Revised 22 November 2016

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Increasingly, what constitutes ‘public’ and ‘private’ is problematic to define. Technology is blurring boundaries, providing the capacity to engage “…in a calculating co-presence” through use of smartphones (2012 :17).  Individuals attend physical places whilst interacting with virtual spaces accessed through digital connection. K, Varnellis et al (2012) declared “Public space became increasingly privatized and virtualized, with networks of individuals being replaced by television broadcast networks, and individuals becoming less and less citizens and more and more consumers.” (2012: 18). Discourses of technological mediation, tethering and docility frame my argument. Technology makes us docile and passive to our surrounding environments, Rappaport, A. claimed “[People]… make congruent their behaviour with the norms for behaviour appropriate to the settings as defined by culture.” (Rappaport, A. 1997). We dive into our phones when experiencing discomfort, offering protection from external threats associated with public areas. Evidently, technology is altering our behaviours and sociability’s, Turkel, S. argues “We are shaped by our tools. And now, the computer, a machine on the border of becoming a mind was changing and shaping us.” (2006: x).

“Public” spaces are regarded as expansive areas for connection. However, increasingly spaces are becoming ‘privatized’ by our electronic dependencies. Sherry Turkle described our devices as ‘portals’ into virtual dimensions (Turkle, S. 2006). We are experiencing a convergence between physical ‘public’ spaces and virtual ‘private’ spaces. When examining ‘Castle Park’, I witnessed patterns of behaviour emerge. ‘Private’ and ‘Public’ interactions were often elicited through smartphones. An Asian family were posing in Autumn scenery, snapping photographs of one another with an iPhone. Their behaviour seemed raw and natural as they interacted freely within the surrounding space, speaking loudly, exchanging smiles and laughter. This seemed candid and genuine and free from premeditation or external influence.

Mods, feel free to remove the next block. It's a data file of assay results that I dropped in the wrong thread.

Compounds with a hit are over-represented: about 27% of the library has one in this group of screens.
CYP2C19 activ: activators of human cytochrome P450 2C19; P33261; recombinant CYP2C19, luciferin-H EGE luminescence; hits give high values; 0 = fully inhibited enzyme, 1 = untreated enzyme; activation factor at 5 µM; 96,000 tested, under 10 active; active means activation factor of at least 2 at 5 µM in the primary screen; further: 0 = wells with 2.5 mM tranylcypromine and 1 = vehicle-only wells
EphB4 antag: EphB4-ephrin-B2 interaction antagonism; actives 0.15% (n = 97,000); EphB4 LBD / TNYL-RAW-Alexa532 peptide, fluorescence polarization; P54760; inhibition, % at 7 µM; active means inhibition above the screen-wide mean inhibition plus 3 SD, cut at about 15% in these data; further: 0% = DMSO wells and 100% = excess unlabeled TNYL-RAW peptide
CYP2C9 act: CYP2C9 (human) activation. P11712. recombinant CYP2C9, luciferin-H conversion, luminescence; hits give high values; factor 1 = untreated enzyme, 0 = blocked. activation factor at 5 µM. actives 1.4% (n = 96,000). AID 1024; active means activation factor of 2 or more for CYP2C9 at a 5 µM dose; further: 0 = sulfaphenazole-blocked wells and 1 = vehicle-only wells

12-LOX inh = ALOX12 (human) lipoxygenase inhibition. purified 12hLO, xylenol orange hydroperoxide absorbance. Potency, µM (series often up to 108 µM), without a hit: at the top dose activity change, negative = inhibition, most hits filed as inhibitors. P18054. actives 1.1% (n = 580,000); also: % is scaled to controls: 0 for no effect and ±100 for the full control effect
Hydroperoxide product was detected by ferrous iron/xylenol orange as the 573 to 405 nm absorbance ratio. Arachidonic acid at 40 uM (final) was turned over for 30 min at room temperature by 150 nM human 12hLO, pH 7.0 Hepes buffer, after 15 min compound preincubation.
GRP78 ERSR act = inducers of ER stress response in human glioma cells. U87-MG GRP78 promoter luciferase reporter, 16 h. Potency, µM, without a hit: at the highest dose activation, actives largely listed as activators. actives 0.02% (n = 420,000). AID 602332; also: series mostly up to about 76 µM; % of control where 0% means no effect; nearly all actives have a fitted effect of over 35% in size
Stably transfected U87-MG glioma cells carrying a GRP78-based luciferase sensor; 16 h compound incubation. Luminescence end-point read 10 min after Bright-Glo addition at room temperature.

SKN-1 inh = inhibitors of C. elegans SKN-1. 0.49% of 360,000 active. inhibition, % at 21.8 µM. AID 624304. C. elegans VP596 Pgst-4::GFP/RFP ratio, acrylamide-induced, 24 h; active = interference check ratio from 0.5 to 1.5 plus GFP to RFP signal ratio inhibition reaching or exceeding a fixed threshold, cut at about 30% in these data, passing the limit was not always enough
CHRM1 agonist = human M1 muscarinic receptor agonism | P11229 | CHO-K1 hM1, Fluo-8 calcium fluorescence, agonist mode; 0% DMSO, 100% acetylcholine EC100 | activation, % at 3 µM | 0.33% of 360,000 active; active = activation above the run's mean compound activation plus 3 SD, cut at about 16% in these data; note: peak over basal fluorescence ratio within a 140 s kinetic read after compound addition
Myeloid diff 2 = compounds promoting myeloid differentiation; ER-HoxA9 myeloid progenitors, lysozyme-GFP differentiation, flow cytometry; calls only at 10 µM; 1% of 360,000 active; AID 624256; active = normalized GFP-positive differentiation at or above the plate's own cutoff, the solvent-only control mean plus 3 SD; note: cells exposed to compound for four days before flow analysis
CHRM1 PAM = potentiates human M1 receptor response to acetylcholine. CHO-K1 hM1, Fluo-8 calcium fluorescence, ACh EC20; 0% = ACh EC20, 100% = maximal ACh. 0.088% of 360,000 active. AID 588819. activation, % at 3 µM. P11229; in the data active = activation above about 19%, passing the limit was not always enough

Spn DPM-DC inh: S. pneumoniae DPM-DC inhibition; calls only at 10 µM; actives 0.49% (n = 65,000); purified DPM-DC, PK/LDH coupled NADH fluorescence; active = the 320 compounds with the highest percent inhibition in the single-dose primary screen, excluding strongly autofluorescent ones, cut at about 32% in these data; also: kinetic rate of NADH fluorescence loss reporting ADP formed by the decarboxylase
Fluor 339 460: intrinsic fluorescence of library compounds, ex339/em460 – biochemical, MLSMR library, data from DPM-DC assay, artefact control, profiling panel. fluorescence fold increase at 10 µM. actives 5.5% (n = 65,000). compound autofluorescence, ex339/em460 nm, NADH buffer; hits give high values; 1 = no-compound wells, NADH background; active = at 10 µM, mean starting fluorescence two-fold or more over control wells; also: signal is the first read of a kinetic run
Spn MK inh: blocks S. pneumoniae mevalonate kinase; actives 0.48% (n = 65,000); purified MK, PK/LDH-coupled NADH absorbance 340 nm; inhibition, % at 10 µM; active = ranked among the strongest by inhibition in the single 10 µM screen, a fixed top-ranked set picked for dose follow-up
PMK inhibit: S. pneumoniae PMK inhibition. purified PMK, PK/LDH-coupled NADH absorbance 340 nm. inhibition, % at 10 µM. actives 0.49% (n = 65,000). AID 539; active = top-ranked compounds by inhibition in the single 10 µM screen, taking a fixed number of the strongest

Traditionally, family interactions consist of face-to-face and intimate engagements. It is intriguing to mention how such seemingly genuine family behaviour (within a public space) was prompted by a smartphone, despite being surrounded by strangers.

New forms of interaction have developed whereby technology is acting as a ‘buffer’ or ‘tool’ of social engagement. Here the device used to take photographs acts to bridge a barrier between two entities, connecting on distant levels (through the medium of photography) but also experiencing disconnection as the device diverges attention; limiting the quality of intimate family activity. “Increasingly, what people want out of public spaces is that they offer a place to be private with tethering technologies… in fact, the spaces themselves have become liminal, not entirely public, not entirely private.” (Turkle. S. 2006 : 3).

‘The Ister’ (2011) explored Bernard Stiegler’s analysis of post-human existence, stating that “Man is nothing other than technical life” (2011: 4:57). I would argue that now human existence and interactions are constituted and maintained by automation, these devices allow the opportunity for co-presence within public and private spaces. Our devices act as prosthetic upgrades and add-on that extend our capacities for interaction. Advancements in media are altering our perceptions of spaces, “Smart phones, in short, have given users the impression that they move through communal spaces as if in private bubbles” and that it “may even degrade the way we recognise, memorise and move through cities.” (Badger, E. 2011). As our interactions and dependency on technology intensifies, our relations and experiences of the spaces around us alter dramatically; obscuring the definitions of public and private spaces.

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